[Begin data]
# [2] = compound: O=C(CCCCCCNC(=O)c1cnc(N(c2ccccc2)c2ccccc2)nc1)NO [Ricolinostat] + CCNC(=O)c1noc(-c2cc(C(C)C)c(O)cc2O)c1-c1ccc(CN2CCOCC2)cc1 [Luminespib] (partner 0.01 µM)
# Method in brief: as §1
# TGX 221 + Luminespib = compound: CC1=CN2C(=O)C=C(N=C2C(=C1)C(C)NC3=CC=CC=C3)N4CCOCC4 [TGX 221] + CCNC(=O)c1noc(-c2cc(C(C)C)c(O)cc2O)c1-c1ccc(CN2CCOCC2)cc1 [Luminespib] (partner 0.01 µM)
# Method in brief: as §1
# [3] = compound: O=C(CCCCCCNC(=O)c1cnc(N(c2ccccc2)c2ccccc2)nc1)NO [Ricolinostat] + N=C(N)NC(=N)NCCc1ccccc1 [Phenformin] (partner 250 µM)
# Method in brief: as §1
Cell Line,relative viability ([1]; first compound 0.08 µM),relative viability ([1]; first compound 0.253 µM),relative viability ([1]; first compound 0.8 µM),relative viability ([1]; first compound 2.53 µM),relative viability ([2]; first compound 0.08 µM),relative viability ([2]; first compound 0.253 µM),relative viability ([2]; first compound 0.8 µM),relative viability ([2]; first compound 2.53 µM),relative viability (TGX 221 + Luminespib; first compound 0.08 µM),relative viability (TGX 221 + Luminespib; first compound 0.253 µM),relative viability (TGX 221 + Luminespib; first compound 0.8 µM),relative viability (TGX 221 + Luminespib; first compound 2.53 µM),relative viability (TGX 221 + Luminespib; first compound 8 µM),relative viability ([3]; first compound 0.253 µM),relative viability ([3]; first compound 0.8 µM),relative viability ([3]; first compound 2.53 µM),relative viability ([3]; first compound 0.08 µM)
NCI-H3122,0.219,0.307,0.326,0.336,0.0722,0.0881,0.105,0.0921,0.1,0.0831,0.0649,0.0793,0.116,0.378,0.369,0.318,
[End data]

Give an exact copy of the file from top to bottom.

# [2] = compound: O=C(CCCCCCNC(=O)c1cnc(N(c2ccccc2)c2ccccc2)nc1)NO [Ricolinostat] + CCNC(=O)c1noc(-c2cc(C(C)C)c(O)cc2O)c1-c1ccc(CN2CCOCC2)cc1 [Luminespib] (partner 0.01 µM)
# Method in brief: as §1
# TGX 221 + Luminespib = compound: CC1=CN2C(=O)C=C(N=C2C(=C1)C(C)NC3=CC=CC=C3)N4CCOCC4 [TGX 221] + CCNC(=O)c1noc(-c2cc(C(C)C)c(O)cc2O)c1-c1ccc(CN2CCOCC2)cc1 [Luminespib] (partner 0.01 µM)
# Method in brief: as §1
# [3] = compound: O=C(CCCCCCNC(=O)c1cnc(N(c2ccccc2)c2ccccc2)nc1)NO [Ricolinostat] + N=C(N)NC(=N)NCCc1ccccc1 [Phenformin] (partner 250 µM)
# Method in brief: as §1
Cell Line,relative viability ([1]; first compound 0.08 µM),relative viability ([1]; first compound 0.253 µM),relative viability ([1]; first compound 0.8 µM),relative viability ([1]; first compound 2.53 µM),relative viability ([2]; first compound 0.08 µM),relative viability ([2]; first compound 0.253 µM),relative viability ([2]; first compound 0.8 µM),relative viability ([2]; first compound 2.53 µM),relative viability (TGX 221 + Luminespib; first compound 0.08 µM),relative viability (TGX 221 + Luminespib; first compound 0.253 µM),relative viability (TGX 221 + Luminespib; first compound 0.8 µM),relative viability (TGX 221 + Luminespib; first compound 2.53 µM),relative viability (TGX 221 + Luminespib; first compound 8 µM),relative viability ([3]; first compound 0.253 µM),relative viability ([3]; first compound 0.8 µM),relative viability ([3]; first compound 2.53 µM),relative viability ([3]; first compound 0.08 µM)
NCI-H3122,0.219,0.307,0.326,0.336,0.0722,0.0881,0.105,0.0921,0.1,0.0831,0.0649,0.0793,0.116,0.378,0.369,0.318,